Education may be the most exciting field to enter during this technological era. The traditional rules of teaching are being entirely rethought. What and how a student learns once were dependent on where a student lives and the economic status of both that region and of their own family. Now with savvy Internet skills and the will to learn, a world class education can be free. Typically I am a strong opponent of technology in the classroom. I see it as a novelty rather than an effective teaching tool. Even young students in middle school whom I have helped tutor see the flaw in firing teachers to hire smart boards and ipads. In 2009 Congress released an eight year study that found no academic advantage to using technology in the classroom (Mathematica, 2009). However, after personal research it is apparent that the Internet can be an effective teaching aid if used and marketed to students correctly.

These two websites,, and, are tools that will define education in the near future. The Khan Academy is a free service that tutors students on a wide variety of subjects from pre-algebra to calculus to American politics and economics. Teachers can track and aid their own students. Adolescents to adults are using this free service to educate themselves on topics of interest or even as a free tutor for difficult classes. TED videos are short 5-20 minute lectures from individuals who are at the top of their fields. The mission of TED talks is to spread ideas that can help improve the world. The video links and transcripts of the lectures are free and typically very enjoyable to hear. How can these online resources positively affect my field of teaching?

The focus of my degree is Teaching English as a Second Language. If my students are adolescents then most of my students are taking courses outside of my ESL classroom. They will be taking math, science, history and other required academic classes. Many of them will be pulled out of these classes to enter mine and most of them will be struggling with all of these subjects. These are strong minds who are simply experiencing difficulty communicating their ideas. These two websites will be vital in my classroom. The Khan Academy has nearly every subject that my students will encounter from 6th to 12th grade. With over 2700+ videos in English, and many translated into other languages, this site has the potential to save my students’ education. They will simultaneously work on their English while keeping up with their academic classes. The TED videos will be a way to connect with my students. They will have access to the elites in their fields of interest, such as gaming, arts, and entertainment, while being exposed to the English Language on a topic they love. These sites are an invaluable resource to my classroom.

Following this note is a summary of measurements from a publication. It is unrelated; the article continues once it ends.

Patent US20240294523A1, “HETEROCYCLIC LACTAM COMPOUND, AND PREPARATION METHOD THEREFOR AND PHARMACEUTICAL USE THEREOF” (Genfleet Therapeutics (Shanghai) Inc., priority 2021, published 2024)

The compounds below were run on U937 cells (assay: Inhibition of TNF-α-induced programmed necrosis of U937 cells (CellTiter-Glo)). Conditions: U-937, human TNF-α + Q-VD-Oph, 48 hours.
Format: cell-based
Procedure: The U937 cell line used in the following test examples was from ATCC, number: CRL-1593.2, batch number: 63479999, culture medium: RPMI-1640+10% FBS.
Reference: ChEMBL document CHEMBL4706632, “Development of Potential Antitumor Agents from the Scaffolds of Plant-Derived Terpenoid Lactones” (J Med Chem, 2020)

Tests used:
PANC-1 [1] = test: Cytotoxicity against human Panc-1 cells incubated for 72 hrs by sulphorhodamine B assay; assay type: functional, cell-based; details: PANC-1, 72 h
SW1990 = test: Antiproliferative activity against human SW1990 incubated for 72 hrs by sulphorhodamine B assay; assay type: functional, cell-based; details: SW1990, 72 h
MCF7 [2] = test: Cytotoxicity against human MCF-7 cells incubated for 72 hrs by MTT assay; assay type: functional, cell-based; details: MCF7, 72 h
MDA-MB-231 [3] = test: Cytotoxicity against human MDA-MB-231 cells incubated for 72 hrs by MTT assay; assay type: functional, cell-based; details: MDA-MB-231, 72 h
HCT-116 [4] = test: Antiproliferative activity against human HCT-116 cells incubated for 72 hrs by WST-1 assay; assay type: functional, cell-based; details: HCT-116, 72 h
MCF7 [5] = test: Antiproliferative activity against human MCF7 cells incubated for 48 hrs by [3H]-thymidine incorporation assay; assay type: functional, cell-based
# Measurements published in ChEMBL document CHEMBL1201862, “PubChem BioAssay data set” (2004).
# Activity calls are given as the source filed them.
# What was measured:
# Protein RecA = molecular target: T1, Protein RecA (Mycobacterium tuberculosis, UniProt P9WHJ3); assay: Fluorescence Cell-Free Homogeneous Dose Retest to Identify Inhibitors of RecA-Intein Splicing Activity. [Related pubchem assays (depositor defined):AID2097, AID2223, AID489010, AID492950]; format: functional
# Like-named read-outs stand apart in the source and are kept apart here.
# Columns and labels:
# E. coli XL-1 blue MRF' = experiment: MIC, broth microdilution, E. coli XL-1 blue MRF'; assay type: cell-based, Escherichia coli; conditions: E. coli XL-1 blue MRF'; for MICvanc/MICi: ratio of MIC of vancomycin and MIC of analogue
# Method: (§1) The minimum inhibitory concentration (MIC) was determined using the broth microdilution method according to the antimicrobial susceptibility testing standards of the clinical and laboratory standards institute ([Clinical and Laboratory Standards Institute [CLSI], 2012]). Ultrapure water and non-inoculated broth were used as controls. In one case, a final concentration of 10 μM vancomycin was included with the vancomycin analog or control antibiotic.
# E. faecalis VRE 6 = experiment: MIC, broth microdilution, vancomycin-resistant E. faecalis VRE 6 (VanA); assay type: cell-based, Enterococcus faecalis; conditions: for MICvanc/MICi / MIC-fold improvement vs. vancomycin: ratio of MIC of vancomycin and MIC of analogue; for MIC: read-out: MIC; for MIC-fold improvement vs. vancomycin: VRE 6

Both of these sources have been critically acclaimed all over the world. Their greatest downfall is that they are only found on the Internet. This modality is both a great education tool and a great distraction to an individual’s education. The pitfalls of the Internet have been well documented. It is a great time waster and it provides exposure to the worst aspects of humanity. All of this within a few clicks away. As a teacher I think it is important to know that students can and will access the negative aspects of the Internet, but if you emphasize the benefits (Khan Academy, TED videos) they will have exposure to the positive aspects of the Internet as well. It is impossible to make someone want to learn, however these sites can connect learning with a student’s interests. Allowing my adolescent students to choose which Khan Academy lessons most apply to them or which TED talks relate to their interests I am providing them with the freedom they want while still achieving my own course objectives. The negative aspects of the Internet may always exist but websites like the Khan Academy and TED Talks will steer students in the right direction.

Works Cited

Mathematica. (2009). Educational technology: Does it improve academic achievement?. Retrieved from